If you struggle with impulse control, a therapist who specializes in this area can help you. Those with poor impulse control can see this issue negatively affect many areas of their lives. You may harm the relationships that you have with family and friends, struggle to remain employed, and perhaps even run into trouble with the law. Not everyone who has impulse control can easily identify this issue as a concept. Instead, it's better to think of some common examples of poor impulse control and then assess whether they might be a part of your life. If so, you can then seek counseling. Here are some examples that may be a factor for you.
Failing To Hold Back Words
An earmark of having poor impulse control is that you often say things that you quickly regret. Sometimes, you might blurt out something that you think is funny before you evaluate whether it might be hurtful to someone around you. In other cases, you might simply say something that is on your mind without bothering to consider the negative repercussions that such a statement may create. When you can't hold back potentially damaging words, you may find that you're frequently in conflict with family members and that friends start to distance themselves from you.
Sabotaging Others At Work
Being ultra-competitive can be an issue that requires counseling in its own right, but you may see signs of having a lack of impulse control through your competitive nature at work. If you're a competitive person, you might try to get ahead at work in any way that you can — including through compulsive activities that are disruptive. This behavior can take many forms. For example, perhaps you tell a client who is calling that the co-worker he or she is asking for isn't there, but that you can be of assistance. This could help you to steal the client for yourself but have a negative effect on your reputation in the workplace.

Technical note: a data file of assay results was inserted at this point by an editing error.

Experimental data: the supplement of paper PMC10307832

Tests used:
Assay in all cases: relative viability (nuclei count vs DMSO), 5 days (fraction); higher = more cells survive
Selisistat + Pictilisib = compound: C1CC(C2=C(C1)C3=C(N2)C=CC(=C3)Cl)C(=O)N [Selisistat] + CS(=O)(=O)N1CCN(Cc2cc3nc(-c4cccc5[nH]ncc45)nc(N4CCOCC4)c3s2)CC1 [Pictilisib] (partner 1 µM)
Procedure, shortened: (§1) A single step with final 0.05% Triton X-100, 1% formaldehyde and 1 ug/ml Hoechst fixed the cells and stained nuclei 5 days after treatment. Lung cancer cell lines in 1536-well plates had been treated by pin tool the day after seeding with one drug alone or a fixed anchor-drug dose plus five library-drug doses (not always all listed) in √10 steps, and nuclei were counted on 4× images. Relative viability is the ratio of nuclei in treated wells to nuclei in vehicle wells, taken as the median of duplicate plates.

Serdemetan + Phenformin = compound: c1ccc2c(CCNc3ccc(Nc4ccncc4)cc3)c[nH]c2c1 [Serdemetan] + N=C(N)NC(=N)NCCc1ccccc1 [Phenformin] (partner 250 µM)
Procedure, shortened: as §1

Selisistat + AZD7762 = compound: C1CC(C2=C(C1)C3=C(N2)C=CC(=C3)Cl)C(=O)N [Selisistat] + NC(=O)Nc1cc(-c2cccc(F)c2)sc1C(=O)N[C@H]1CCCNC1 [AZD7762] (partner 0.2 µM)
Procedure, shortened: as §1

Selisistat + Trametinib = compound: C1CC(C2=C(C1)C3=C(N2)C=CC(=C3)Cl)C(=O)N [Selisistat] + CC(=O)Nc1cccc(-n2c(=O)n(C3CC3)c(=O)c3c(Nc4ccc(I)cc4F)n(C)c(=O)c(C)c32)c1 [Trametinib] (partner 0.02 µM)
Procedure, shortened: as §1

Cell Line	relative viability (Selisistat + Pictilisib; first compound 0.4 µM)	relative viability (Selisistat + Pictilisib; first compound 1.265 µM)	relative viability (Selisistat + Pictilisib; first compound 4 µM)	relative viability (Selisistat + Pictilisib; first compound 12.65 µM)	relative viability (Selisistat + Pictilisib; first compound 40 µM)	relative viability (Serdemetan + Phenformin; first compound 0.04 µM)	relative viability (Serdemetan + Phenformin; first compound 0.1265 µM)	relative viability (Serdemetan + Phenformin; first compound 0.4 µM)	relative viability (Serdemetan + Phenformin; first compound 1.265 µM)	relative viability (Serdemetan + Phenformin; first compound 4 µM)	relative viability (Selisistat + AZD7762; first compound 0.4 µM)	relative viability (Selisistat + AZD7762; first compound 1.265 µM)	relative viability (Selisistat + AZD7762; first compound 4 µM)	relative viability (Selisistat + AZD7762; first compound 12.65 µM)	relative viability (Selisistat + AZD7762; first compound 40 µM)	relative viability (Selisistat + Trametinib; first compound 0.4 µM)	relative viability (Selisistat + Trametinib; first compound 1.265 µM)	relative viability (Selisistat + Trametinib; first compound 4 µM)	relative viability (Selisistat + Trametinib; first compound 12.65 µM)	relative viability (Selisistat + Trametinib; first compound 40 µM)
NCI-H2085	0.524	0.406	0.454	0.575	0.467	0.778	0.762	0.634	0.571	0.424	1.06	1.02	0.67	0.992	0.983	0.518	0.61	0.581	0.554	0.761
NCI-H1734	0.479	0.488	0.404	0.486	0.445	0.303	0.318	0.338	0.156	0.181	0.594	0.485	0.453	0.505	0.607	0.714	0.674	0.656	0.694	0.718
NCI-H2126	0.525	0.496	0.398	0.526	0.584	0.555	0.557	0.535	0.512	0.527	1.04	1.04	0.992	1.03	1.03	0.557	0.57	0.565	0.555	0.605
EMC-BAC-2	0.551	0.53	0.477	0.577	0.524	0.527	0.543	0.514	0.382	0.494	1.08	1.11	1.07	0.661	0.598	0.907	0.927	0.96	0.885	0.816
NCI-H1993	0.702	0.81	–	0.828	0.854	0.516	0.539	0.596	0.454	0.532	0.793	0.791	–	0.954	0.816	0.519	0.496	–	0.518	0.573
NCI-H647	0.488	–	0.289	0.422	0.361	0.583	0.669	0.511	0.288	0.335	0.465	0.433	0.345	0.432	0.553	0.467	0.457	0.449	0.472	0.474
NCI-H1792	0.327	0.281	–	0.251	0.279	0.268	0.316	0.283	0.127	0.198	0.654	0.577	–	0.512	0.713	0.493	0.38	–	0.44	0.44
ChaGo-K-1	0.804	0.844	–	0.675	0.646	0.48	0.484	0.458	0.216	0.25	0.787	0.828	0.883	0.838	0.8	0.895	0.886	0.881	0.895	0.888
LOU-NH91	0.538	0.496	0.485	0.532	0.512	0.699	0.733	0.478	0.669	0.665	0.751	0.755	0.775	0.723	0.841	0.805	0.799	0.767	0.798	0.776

Breaking The Law
Those who have a lack of impulse control can also make spur-of-the-moment decisions that cause them to break the law. You may do things of this nature without thoroughly thinking them through. For example, you might be in a store, see something that you like, and place it in your pocket without ever stopping to consider that this is shoplifting and could get you arrested. In some cases, you may have a criminal record that you can directly link to your poor impulse control. Should you identify such examples of this issue, counseling is the right choice.
For more information, contact a professional like Barbara Saban, LCSW.